When I started Smart Air, a lot of people asked me how long the HEPAs last. Several people criticized the DIY on Zhihu because they said you’d probably have to change the HEPA so often that it’d end up being more expensive than the expensive brands.
At the time, I really wanted to pull out a nice round number, but I couldn’t think of any way to answer the question without getting hard data first, so I started doing tests (well, actually Gus did). At 90 days, we found it worked as well as in the beginning. At day 130, we found a 4% decline. Now we’ve finished 170 days!
Gus used the Original DIY and the same HEPAs we ship from Smart Air every night in the 12.3 m2 bedroom in his Beijing apartment. Gus used the same method as my previous tests to calculate effectiveness—the percentage reduction of particles .5 microns and above from the room air overnight.
To smooth out the variability in any single datapoint, I averaged the effectiveness over each 10-day period. (More details on the methods here.) Here’s what a single test day looks like:
At day 100, the effectiveness dropped by about 4%. It stayed at around that level, until day 140, when it dropped 5-10%. After that point, the total effectiveness has bounced between 65-80%.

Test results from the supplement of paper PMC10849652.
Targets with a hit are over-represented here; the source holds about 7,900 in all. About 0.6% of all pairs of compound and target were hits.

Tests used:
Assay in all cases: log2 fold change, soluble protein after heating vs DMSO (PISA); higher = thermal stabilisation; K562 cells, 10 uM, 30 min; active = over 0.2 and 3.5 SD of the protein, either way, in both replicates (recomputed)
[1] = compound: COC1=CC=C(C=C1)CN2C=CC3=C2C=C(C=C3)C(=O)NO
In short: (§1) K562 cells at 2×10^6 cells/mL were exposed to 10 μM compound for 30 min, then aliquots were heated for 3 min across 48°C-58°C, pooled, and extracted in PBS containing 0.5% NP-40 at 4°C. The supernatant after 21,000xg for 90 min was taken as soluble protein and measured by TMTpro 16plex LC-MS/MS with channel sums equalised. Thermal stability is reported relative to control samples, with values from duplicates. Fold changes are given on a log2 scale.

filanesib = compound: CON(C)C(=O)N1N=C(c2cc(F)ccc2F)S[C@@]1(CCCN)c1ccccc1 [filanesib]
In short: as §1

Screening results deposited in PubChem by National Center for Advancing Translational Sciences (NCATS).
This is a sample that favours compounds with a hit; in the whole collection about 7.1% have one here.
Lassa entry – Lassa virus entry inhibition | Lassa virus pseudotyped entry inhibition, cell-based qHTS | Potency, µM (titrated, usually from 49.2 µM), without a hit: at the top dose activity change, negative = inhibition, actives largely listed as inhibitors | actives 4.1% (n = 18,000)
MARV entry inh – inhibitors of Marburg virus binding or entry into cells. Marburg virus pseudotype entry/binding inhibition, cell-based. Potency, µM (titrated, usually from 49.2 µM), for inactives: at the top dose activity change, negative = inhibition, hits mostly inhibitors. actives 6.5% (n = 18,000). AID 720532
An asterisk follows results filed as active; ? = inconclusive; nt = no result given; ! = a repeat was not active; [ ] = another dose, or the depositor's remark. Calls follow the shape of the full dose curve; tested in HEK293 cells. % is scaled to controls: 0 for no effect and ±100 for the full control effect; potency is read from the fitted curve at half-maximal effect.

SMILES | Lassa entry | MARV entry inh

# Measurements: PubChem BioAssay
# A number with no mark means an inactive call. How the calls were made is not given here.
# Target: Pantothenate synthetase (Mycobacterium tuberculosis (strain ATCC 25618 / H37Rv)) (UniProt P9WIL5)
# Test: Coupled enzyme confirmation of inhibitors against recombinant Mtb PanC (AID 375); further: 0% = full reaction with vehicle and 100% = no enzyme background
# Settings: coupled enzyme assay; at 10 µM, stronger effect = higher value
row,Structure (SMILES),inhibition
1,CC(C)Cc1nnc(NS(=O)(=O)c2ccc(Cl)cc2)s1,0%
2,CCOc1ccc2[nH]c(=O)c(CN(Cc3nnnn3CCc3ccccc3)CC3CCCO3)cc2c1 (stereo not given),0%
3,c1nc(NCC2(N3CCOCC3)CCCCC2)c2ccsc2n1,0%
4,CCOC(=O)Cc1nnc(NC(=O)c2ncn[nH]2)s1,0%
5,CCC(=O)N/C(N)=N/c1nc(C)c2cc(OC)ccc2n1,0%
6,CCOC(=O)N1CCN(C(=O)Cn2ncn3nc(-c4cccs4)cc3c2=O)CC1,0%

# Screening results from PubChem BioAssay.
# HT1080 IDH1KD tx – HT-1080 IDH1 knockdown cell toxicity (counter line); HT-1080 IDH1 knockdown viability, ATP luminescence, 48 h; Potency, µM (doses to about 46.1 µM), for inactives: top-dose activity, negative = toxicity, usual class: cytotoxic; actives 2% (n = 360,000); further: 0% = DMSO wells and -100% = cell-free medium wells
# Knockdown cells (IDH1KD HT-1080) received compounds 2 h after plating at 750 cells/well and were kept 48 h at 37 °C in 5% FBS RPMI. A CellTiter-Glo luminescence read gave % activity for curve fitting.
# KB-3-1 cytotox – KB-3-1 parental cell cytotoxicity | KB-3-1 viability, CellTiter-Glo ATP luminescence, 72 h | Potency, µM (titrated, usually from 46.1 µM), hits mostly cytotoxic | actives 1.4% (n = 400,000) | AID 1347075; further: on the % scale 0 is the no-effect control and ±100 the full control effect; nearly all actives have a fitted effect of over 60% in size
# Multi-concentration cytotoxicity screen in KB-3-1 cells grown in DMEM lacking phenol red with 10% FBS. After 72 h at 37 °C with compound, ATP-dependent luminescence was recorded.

In this test with real-life Beijing air, the Smart Air HEPA lasted 100 days at about 8 hours a day at full effectiveness (729 hours to be precise). People who want every percent of effectiveness should change HEPAs after 100 days. People who don’t mind the 4% drop, I’d recommend replacing it by 140 days (1,028 hours).
For now, the test continues! I’ll post the final results when we finally run this HEPA into the ground.
Thomas is a new Assistant Professor of Behavior Science at the University of Chicago Booth School of Business and the founder of, a social enterprise to help people in China breathe clean air without shelling out thousands of dollars for expensive purifiers.